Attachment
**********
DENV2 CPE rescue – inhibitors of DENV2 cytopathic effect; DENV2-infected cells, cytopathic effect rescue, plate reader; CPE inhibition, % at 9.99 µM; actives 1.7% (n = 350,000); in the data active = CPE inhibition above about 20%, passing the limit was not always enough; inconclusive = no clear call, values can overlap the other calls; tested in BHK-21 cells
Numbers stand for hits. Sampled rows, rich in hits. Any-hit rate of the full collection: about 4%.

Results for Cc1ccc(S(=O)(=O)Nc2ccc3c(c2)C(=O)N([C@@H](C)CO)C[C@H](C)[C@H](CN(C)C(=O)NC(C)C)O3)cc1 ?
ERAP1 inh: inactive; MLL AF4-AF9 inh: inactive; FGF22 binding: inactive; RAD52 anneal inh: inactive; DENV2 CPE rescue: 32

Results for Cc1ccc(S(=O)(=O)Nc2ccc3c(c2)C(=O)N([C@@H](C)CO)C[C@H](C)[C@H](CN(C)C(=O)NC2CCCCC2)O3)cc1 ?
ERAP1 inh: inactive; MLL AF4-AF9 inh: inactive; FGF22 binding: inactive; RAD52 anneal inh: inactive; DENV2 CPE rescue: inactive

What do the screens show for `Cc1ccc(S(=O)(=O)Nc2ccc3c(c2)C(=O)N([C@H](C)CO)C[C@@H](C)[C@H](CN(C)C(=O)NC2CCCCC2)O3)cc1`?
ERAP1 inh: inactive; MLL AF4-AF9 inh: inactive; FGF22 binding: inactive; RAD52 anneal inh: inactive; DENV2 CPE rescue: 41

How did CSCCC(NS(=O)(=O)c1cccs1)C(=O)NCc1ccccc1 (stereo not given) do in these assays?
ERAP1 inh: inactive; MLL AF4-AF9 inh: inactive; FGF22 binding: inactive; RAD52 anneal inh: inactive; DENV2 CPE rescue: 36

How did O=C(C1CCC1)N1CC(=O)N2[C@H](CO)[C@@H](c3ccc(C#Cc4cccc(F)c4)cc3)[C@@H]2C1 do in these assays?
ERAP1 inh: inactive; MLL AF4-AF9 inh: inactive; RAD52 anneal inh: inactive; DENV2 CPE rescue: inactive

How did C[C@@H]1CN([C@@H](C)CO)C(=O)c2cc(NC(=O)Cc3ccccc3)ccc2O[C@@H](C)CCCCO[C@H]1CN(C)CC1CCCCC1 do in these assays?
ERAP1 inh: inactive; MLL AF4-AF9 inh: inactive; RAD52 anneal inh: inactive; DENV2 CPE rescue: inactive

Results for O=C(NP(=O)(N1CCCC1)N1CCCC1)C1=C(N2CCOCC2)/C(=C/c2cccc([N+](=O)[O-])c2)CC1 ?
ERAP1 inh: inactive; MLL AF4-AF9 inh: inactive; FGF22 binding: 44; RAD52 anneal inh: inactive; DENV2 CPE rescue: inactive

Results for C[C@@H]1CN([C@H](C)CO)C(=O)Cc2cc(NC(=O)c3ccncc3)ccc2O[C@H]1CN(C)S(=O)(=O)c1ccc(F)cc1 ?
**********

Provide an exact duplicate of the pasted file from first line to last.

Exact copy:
DENV2 CPE rescue – inhibitors of DENV2 cytopathic effect; DENV2-infected cells, cytopathic effect rescue, plate reader; CPE inhibition, % at 9.99 µM; actives 1.7% (n = 350,000); in the data active = CPE inhibition above about 20%, passing the limit was not always enough; inconclusive = no clear call, values can overlap the other calls; tested in BHK-21 cells
Numbers stand for hits. Sampled rows, rich in hits. Any-hit rate of the full collection: about 4%.

Results for Cc1ccc(S(=O)(=O)Nc2ccc3c(c2)C(=O)N([C@@H](C)CO)C[C@H](C)[C@H](CN(C)C(=O)NC(C)C)O3)cc1 ?
ERAP1 inh: inactive; MLL AF4-AF9 inh: inactive; FGF22 binding: inactive; RAD52 anneal inh: inactive; DENV2 CPE rescue: 32

Results for Cc1ccc(S(=O)(=O)Nc2ccc3c(c2)C(=O)N([C@@H](C)CO)C[C@H](C)[C@H](CN(C)C(=O)NC2CCCCC2)O3)cc1 ?
ERAP1 inh: inactive; MLL AF4-AF9 inh: inactive; FGF22 binding: inactive; RAD52 anneal inh: inactive; DENV2 CPE rescue: inactive

What do the screens show for `Cc1ccc(S(=O)(=O)Nc2ccc3c(c2)C(=O)N([C@H](C)CO)C[C@@H](C)[C@H](CN(C)C(=O)NC2CCCCC2)O3)cc1`?
ERAP1 inh: inactive; MLL AF4-AF9 inh: inactive; FGF22 binding: inactive; RAD52 anneal inh: inactive; DENV2 CPE rescue: 41

How did CSCCC(NS(=O)(=O)c1cccs1)C(=O)NCc1ccccc1 (stereo not given) do in these assays?
ERAP1 inh: inactive; MLL AF4-AF9 inh: inactive; FGF22 binding: inactive; RAD52 anneal inh: inactive; DENV2 CPE rescue: 36

How did O=C(C1CCC1)N1CC(=O)N2[C@H](CO)[C@@H](c3ccc(C#Cc4cccc(F)c4)cc3)[C@@H]2C1 do in these assays?
ERAP1 inh: inactive; MLL AF4-AF9 inh: inactive; RAD52 anneal inh: inactive; DENV2 CPE rescue: inactive

How did C[C@@H]1CN([C@@H](C)CO)C(=O)c2cc(NC(=O)Cc3ccccc3)ccc2O[C@@H](C)CCCCO[C@H]1CN(C)CC1CCCCC1 do in these assays?
ERAP1 inh: inactive; MLL AF4-AF9 inh: inactive; RAD52 anneal inh: inactive; DENV2 CPE rescue: inactive

Results for O=C(NP(=O)(N1CCCC1)N1CCCC1)C1=C(N2CCOCC2)/C(=C/c2cccc([N+](=O)[O-])c2)CC1 ?
ERAP1 inh: inactive; MLL AF4-AF9 inh: inactive; FGF22 binding: 44; RAD52 anneal inh: inactive; DENV2 CPE rescue: inactive

Results for C[C@@H]1CN([C@H](C)CO)C(=O)Cc2cc(NC(=O)c3ccncc3)ccc2O[C@H]1CN(C)S(=O)(=O)c1ccc(F)cc1 ?